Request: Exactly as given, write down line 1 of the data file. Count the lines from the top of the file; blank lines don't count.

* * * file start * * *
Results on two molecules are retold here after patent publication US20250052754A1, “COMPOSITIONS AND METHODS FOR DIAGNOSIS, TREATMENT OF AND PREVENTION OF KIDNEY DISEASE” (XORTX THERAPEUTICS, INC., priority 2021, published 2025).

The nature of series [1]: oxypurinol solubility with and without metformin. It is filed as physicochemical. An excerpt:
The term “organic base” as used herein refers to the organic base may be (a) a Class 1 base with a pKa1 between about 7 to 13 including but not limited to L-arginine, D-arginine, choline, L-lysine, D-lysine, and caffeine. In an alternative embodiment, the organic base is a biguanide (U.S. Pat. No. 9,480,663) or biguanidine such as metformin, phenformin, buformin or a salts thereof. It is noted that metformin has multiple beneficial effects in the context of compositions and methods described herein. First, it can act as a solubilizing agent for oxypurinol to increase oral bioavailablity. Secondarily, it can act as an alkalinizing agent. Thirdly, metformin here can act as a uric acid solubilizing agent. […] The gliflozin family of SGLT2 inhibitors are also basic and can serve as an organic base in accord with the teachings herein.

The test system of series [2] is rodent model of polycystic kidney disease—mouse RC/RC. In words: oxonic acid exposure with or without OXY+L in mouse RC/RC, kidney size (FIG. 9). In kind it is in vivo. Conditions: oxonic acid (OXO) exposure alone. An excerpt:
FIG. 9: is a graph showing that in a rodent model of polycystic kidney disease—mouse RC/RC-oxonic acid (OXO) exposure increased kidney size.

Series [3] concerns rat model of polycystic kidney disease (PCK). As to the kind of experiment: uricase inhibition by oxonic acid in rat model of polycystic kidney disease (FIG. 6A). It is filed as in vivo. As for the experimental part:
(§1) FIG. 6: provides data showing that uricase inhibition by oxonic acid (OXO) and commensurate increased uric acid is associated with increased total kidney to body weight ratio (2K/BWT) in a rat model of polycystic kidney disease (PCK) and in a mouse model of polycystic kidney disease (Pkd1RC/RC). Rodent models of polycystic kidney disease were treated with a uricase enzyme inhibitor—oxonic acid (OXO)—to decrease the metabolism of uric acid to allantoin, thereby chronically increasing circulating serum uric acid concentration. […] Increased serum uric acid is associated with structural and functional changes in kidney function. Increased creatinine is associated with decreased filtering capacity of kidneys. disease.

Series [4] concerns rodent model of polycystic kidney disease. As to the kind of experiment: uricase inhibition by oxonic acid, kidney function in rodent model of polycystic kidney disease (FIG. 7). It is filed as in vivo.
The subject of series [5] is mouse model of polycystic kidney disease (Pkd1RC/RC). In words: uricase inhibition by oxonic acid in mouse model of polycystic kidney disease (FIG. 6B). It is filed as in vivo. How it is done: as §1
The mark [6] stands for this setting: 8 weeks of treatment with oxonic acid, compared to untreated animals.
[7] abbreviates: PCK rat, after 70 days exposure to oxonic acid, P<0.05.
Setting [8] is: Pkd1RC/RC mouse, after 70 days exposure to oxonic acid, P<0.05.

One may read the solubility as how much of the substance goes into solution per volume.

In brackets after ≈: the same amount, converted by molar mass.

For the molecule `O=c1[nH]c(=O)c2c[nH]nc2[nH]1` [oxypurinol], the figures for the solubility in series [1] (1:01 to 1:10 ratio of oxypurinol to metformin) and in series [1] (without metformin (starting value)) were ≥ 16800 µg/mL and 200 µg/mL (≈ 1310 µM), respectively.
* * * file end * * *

Results on two molecules are retold here after patent publication US20250052754A1, “COMPOSITIONS AND METHODS FOR DIAGNOSIS, TREATMENT OF AND PREVENTION OF KIDNEY DISEASE” (XORTX THERAPEUTICS, INC., priority 2021, published 2025).